"what is a livelihood office how do you know if yoiur school (middle, high, graduate) has a livelihoods office? look for the opposite of a careers office which says if you get a series of college certificates then you will secure a career in xxx…"
Jan 5
chris macrae replied to chris macrae's discussion curriculum of (ending) poverty
Jan 2
chris macrae replied to chris macrae's discussion curriculum of (ending) poverty
Jan 2
chris macrae's discussion was featured

curriculum of (ending) poverty

INTRODUCTION Norman Macrae web project with alumnisat.com , amychina.net andglobalgrameenIn 1984 The Economist's Deputy Editor (and special "entrepreneurial" correspondent for intergenerational sustainability) wrote: early in the 21st C as networks make every place's livelihoods more interconnected than separated sustainability of the…See More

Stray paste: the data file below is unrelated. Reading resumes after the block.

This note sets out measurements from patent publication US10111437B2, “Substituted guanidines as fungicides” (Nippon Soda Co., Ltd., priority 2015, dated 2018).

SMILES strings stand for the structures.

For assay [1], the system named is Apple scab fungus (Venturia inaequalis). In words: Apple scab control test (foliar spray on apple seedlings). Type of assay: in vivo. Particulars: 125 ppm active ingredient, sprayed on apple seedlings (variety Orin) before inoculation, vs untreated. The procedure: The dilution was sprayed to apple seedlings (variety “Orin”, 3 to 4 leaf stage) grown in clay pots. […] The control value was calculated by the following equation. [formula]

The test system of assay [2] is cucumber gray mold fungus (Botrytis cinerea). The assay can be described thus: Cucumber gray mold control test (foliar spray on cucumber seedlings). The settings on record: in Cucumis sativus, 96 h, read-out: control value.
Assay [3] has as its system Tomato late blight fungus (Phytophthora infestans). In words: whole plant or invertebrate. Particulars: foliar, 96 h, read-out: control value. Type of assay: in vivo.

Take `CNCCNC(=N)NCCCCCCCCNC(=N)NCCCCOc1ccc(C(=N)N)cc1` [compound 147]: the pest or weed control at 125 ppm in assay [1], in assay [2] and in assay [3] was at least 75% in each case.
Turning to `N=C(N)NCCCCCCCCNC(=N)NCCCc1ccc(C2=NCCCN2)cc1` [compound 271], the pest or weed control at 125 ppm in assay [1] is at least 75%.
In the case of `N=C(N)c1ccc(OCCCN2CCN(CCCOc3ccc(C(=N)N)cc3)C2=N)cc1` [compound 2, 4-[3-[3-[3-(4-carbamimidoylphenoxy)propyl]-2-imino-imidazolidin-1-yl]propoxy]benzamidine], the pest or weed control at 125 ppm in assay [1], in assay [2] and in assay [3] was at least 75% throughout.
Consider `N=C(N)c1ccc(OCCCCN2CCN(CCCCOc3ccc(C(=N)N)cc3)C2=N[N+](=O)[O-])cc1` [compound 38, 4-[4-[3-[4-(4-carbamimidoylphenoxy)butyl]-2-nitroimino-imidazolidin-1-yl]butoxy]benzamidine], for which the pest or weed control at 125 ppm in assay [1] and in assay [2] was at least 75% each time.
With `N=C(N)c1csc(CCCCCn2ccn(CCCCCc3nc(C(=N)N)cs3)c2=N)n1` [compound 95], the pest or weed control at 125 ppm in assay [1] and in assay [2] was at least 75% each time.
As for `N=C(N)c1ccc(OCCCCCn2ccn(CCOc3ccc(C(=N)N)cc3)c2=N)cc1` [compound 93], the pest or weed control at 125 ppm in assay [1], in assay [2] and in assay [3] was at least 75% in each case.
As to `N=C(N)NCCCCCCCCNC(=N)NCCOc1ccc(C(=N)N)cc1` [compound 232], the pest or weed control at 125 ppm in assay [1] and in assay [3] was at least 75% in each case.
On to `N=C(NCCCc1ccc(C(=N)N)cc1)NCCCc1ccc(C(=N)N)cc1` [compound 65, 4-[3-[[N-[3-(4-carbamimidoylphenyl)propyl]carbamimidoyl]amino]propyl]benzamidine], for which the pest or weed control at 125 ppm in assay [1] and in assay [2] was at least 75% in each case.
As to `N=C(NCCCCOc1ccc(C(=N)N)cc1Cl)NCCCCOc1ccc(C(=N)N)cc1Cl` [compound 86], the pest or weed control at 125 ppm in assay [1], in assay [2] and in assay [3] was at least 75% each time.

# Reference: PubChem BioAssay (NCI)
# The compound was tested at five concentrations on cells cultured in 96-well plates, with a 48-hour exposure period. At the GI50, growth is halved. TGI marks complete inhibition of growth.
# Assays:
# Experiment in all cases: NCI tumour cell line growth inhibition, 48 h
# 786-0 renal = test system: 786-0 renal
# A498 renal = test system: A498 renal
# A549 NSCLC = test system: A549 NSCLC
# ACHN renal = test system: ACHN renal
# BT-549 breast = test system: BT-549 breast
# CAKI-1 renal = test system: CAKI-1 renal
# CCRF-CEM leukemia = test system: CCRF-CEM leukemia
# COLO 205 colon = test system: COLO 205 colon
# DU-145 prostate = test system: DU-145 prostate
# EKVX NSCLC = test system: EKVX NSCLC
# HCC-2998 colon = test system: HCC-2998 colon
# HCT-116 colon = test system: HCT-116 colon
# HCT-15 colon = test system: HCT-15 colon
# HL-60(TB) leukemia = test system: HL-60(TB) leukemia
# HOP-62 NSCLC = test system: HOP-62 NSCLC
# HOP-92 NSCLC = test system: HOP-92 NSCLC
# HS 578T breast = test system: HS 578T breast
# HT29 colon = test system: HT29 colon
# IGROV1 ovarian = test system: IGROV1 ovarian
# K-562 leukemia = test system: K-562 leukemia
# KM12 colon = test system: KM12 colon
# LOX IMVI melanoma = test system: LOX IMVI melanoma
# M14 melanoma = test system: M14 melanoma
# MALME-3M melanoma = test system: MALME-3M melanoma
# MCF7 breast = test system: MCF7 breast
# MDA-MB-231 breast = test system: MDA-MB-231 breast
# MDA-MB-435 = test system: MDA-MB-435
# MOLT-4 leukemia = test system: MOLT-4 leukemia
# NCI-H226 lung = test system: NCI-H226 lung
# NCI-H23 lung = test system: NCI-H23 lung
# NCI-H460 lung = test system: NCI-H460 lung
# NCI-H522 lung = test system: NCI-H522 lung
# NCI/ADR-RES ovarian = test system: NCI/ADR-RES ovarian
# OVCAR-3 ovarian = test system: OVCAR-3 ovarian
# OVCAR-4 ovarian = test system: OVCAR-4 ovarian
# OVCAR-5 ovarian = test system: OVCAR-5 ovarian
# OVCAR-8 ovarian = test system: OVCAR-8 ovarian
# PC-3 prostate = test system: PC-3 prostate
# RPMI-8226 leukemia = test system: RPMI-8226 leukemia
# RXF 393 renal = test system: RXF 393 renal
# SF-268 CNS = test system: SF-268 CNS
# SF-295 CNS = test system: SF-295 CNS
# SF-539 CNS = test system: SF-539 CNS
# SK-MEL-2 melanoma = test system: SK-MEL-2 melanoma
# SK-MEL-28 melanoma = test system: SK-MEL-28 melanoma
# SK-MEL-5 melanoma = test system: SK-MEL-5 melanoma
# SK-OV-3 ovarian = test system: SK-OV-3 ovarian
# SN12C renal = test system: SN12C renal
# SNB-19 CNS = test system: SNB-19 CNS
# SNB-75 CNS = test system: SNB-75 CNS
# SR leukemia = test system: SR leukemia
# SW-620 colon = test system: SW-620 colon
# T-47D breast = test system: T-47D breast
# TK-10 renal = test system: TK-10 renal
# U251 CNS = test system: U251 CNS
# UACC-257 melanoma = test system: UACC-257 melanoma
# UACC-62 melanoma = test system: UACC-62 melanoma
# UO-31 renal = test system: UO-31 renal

Jan 2
chris macrae posted a discussion

curriculum of (ending) poverty

INTRODUCTION Norman Macrae web project with alumnisat.com , amychina.net andglobalgrameenIn 1984 The Economist's Deputy Editor (and special "entrepreneurial" correspondent for intergenerational sustainability) wrote: early in the 21st C as networks make every place's livelihoods more interconnected than separated sustainability of the…See More
Jan 2
chris macrae's video was featured

cubaworldfirst

amy -en route to world children celebration DC june 2015 - searches out wonderful news from cuba - first nation to end transmission of hiv from mother to babe
Jan 1
chris macrae posted a video

cubaworldfirst

amy searches out wonderful news from cuba - first nation to end transmission of hiv from mother to babe
Jan 1
More...
 

 

9:43 am est 

valuetrue.com - Chapter 2 Pro-youth banking for livelihoods

Keynsians and The Economist's 12 year futures dialogue of Entrepreneurial Revolution concluded in 1984 : to sustain the net generation at least 30000 microfranchises would need to be searched out and banked.